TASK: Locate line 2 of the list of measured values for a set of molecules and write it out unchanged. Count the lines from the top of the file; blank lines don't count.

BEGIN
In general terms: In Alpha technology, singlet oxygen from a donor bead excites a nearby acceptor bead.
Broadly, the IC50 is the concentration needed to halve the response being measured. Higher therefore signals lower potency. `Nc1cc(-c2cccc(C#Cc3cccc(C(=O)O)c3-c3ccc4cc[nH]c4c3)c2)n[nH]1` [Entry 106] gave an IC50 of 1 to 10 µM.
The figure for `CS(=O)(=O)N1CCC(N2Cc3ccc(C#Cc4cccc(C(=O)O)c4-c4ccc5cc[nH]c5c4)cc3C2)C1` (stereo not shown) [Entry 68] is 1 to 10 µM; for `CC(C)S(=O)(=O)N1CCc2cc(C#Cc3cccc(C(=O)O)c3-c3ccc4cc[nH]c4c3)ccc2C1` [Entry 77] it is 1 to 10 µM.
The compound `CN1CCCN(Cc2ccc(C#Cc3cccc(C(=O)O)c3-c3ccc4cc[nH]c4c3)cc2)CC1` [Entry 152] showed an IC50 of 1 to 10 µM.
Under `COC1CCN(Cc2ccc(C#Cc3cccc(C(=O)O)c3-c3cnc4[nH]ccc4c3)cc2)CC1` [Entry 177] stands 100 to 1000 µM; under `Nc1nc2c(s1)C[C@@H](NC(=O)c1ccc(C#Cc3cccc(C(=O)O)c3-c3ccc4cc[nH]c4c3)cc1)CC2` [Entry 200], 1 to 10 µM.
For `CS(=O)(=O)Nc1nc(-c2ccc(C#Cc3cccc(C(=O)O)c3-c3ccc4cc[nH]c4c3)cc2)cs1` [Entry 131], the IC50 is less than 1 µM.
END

Broadly, the IC50 is the concentration needed to halve the response being measured. Higher therefore signals lower potency. `Nc1cc(-c2cccc(C#Cc3cccc(C(=O)O)c3-c3ccc4cc[nH]c4c3)c2)n[nH]1` [Entry 106] gave an IC50 of 1 to 10 µM.